RASGRF2 regulates alcohol-induced reinforcement by influencing mesolimbic dopamine neuron activity and dopamine release

David Stacey, Ainhoa Bilbao, Matthieu Maroteaux, Tianye Jia, Alanna C. Easton, Sophie Longueville, Charlotte Nymberg, Tobias Banaschewski, Gareth J. Barker, Christian Buc̈hel, Fabiana Carvalho, Patricia J. Conrod, Sylvane Desrivier̀es, Mira Fauth-Buḧler, Alberto Fernandez-Medarde, Herta Flor, Jürgen Gallinat, Hugh Garavan, Arun L W Bokde, Andreas HeinzBernd Ittermann, Mark Lathrop, Claire Lawrence, Eva Loth, Anbarasu Lourdusamy, Karl F. Mann, Jean Luc Martinot, Frauke Nees, M. Palkóvits, Tomas Paus, Zdenka Pausova, Marcella Rietschel, Barbara Ruggeri, Eugenio Santos, Michael N. Smolka, Oliver Staehlin, Marjo Riitta Jarvelin, Paul Elliott, Wolfgang H. Sommer, Manuel Mameli, Christian P. Müller, Rainer Spanagel, Jean Antoine Girault, Gunter Schumann

Research output: Contribution to journalArticle

52 Citations (Scopus)

Abstract

The firing of mesolimbic dopamine neurons is important for drug-induced reinforcement, although underlying genetic factors remain poorly understood. In a recent genome-wide association meta-analysis of alcohol intake, we identified a suggestive association of SNP rs26907 in the ras-specific guanine-nucleotide releasing factor 2 (RASGRF2) gene, encoding a protein that mediates Ca 2+-dependent activation of the ERK pathway. We performed functional characterization of this gene in relation to alcohol-related phenotypes and mesolimbic dopamine function in bothmice and adolescent humans. Ethanol intake and preference were decreased in Rasgrf2-/- mice relative to WT controls. Accordingly, ethanol-induced dopamine release in the ventral striatum was blunted in Rasgrf2-/- mice. Recording of dopamine neurons in the ventral tegmental area revealed reduced excitability in the absence of Ras-GRF2, likely because of lack of inhibition of the IA potassium current by ERK. This deficit provided an explanation for the altered dopamine release, presumably linked to impaired activation of dopamine neurons firing. Functional neuroimaging analysis of a monetary incentive-delay task in 663 adolescent boys revealed significant association of ventral striatal activity during reward anticipation with a RASGRF2 haplotype containing rs26907, the SNP associated with alcohol intake in our previous meta-analysis. This finding suggests a link between the RASGRF2 haplotype and reward sensitivity, a known risk factor for alcohol and drug addiction. Indeed, follow-up of these same boys at age 16 y revealed an association between this haplotype and number of drinking episodes. Together, these combined animal and human data indicate a role for RASGRF2 in the regulation of mesolimbic dopamine neuron activity, reward response, and alcohol use and abuse.

Original languageEnglish
Pages (from-to)21128-21133
Number of pages6
JournalProceedings of the National Academy of Sciences of the United States of America
Volume109
Issue number51
DOIs
Publication statusPublished - Dec 18 2012

Fingerprint

Guanine Nucleotide-Releasing Factor 2
ras-GRF1
Dopaminergic Neurons
Dopamine
Alcohols
Reward
Haplotypes
Alcoholism
Single Nucleotide Polymorphism
Meta-Analysis
Ethanol
Corpus Striatum
Functional Neuroimaging
Ventral Tegmental Area
MAP Kinase Signaling System
Genome-Wide Association Study
Genes
Drinking
Substance-Related Disorders
Motivation

Keywords

  • I current
  • Neuroimaging genetic reward-anticipation preference

ASJC Scopus subject areas

  • General

Cite this

RASGRF2 regulates alcohol-induced reinforcement by influencing mesolimbic dopamine neuron activity and dopamine release. / Stacey, David; Bilbao, Ainhoa; Maroteaux, Matthieu; Jia, Tianye; Easton, Alanna C.; Longueville, Sophie; Nymberg, Charlotte; Banaschewski, Tobias; Barker, Gareth J.; Buc̈hel, Christian; Carvalho, Fabiana; Conrod, Patricia J.; Desrivier̀es, Sylvane; Fauth-Buḧler, Mira; Fernandez-Medarde, Alberto; Flor, Herta; Gallinat, Jürgen; Garavan, Hugh; Bokde, Arun L W; Heinz, Andreas; Ittermann, Bernd; Lathrop, Mark; Lawrence, Claire; Loth, Eva; Lourdusamy, Anbarasu; Mann, Karl F.; Martinot, Jean Luc; Nees, Frauke; Palkóvits, M.; Paus, Tomas; Pausova, Zdenka; Rietschel, Marcella; Ruggeri, Barbara; Santos, Eugenio; Smolka, Michael N.; Staehlin, Oliver; Jarvelin, Marjo Riitta; Elliott, Paul; Sommer, Wolfgang H.; Mameli, Manuel; Müller, Christian P.; Spanagel, Rainer; Girault, Jean Antoine; Schumann, Gunter.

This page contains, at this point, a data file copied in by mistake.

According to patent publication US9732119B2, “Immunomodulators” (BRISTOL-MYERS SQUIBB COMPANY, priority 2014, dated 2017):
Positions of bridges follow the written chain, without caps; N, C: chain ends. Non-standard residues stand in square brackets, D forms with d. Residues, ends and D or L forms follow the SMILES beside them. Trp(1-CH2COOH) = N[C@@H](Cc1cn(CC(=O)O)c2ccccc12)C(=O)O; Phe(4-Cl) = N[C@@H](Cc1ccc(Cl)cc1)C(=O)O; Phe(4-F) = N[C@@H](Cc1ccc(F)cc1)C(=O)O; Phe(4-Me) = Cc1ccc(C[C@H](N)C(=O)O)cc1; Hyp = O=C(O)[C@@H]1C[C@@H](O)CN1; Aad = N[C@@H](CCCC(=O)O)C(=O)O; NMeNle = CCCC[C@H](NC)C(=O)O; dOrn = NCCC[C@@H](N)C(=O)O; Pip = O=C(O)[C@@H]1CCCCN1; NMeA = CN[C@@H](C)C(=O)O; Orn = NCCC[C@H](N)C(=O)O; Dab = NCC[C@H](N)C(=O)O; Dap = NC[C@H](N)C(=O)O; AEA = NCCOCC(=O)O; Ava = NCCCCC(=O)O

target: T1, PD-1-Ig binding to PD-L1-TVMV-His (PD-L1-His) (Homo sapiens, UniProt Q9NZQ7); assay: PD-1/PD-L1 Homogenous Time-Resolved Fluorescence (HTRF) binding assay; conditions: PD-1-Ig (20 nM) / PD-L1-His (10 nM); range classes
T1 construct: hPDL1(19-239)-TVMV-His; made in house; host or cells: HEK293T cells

In: Proceedings of the National Academy of Sciences of the United States of America, Vol. 109, No. 51, 18.12.2012, p. 21128-21133.

Research output: Contribution to journalArticle

Stacey, D, Bilbao, A, Maroteaux, M, Jia, T, Easton, AC, Longueville, S, Nymberg, C, Banaschewski, T, Barker, GJ, Buc̈hel, C, Carvalho, F, Conrod, PJ, Desrivier̀es, S, Fauth-Buḧler, M, Fernandez-Medarde, A, Flor, H, Gallinat, J, Garavan, H, Bokde, ALW, Heinz, A, Ittermann, B, Lathrop, M, Lawrence, C, Loth, E, Lourdusamy, A, Mann, KF, Martinot, JL, Nees, F, Palkóvits, M, Paus, T, Pausova, Z, Rietschel, M, Ruggeri, B, Santos, E, Smolka, MN, Staehlin, O, Jarvelin, MR, Elliott, P, Sommer, WH, Mameli, M, Müller, CP, Spanagel, R, Girault, JA & Schumann, G 2012, 'RASGRF2 regulates alcohol-induced reinforcement by influencing mesolimbic dopamine neuron activity and dopamine release', Proceedings of the National Academy of Sciences of the United States of America, vol. 109, no. 51, pp. 21128-21133. https://doi.org/10.1073/pnas.1211844110
Stacey, David ; Bilbao, Ainhoa ; Maroteaux, Matthieu ; Jia, Tianye ; Easton, Alanna C. ; Longueville, Sophie ; Nymberg, Charlotte ; Banaschewski, Tobias ; Barker, Gareth J. ; Buc̈hel, Christian ; Carvalho, Fabiana ; Conrod, Patricia J. ; Desrivier̀es, Sylvane ; Fauth-Buḧler, Mira ; Fernandez-Medarde, Alberto ; Flor, Herta ; Gallinat, Jürgen ; Garavan, Hugh ; Bokde, Arun L W ; Heinz, Andreas ; Ittermann, Bernd ; Lathrop, Mark ; Lawrence, Claire ; Loth, Eva ; Lourdusamy, Anbarasu ; Mann, Karl F. ; Martinot, Jean Luc ; Nees, Frauke ; Palkóvits, M. ; Paus, Tomas ; Pausova, Zdenka ; Rietschel, Marcella ; Ruggeri, Barbara ; Santos, Eugenio ; Smolka, Michael N. ; Staehlin, Oliver ; Jarvelin, Marjo Riitta ; Elliott, Paul ; Sommer, Wolfgang H. ; Mameli, Manuel ; Müller, Christian P. ; Spanagel, Rainer ; Girault, Jean Antoine ; Schumann, Gunter. / RASGRF2 regulates alcohol-induced reinforcement by influencing mesolimbic dopamine neuron activity and dopamine release. In: Proceedings of the National Academy of Sciences of the United States of America. 2012 ; Vol. 109, No. 51. pp. 21128-21133.